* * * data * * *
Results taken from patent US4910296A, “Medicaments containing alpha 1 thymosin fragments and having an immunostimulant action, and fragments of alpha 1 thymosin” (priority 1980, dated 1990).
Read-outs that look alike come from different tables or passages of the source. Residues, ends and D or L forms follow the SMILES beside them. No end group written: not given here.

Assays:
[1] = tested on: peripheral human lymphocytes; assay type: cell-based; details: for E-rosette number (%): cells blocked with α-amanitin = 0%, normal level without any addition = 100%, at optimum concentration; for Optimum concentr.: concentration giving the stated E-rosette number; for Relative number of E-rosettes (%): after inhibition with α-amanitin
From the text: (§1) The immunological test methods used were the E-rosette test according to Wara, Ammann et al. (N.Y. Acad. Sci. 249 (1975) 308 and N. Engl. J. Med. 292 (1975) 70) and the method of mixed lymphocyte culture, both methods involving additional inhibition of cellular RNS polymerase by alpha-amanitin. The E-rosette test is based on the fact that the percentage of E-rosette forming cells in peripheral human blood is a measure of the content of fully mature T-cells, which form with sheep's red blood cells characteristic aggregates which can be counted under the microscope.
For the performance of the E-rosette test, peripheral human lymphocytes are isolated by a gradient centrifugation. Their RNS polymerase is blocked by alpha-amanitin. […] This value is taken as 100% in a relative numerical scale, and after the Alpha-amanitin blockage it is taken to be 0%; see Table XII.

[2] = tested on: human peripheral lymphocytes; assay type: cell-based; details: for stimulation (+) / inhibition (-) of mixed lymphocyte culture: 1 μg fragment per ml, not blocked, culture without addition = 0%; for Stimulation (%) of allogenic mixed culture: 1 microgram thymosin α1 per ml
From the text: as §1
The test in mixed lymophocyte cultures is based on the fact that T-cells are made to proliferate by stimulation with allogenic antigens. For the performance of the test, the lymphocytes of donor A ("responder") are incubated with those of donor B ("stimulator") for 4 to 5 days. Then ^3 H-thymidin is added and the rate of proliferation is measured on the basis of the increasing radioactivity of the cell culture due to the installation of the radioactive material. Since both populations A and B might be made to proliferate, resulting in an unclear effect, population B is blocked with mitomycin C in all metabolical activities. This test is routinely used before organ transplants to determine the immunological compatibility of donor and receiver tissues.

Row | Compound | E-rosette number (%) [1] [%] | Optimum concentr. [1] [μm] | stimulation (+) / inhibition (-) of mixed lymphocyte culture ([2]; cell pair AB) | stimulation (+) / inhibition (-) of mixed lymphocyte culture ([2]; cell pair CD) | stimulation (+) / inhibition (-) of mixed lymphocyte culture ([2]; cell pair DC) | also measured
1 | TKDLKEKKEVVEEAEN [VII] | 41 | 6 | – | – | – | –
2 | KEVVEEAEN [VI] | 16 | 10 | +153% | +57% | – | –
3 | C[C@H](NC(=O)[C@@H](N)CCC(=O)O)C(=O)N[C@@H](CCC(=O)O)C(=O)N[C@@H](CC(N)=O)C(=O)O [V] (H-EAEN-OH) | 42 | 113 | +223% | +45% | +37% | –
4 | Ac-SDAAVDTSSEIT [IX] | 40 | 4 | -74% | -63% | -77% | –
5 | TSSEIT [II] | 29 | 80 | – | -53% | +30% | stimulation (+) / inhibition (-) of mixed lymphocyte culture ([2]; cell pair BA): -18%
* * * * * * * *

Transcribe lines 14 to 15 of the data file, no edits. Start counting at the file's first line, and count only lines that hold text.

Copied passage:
4 | Ac-SDAAVDTSSEIT [IX] | 40 | 4 | -74% | -63% | -77% | –
5 | TSSEIT [II] | 29 | 80 | – | -53% | +30% | stimulation (+) / inhibition (-) of mixed lymphocyte culture ([2]; cell pair BA): -18%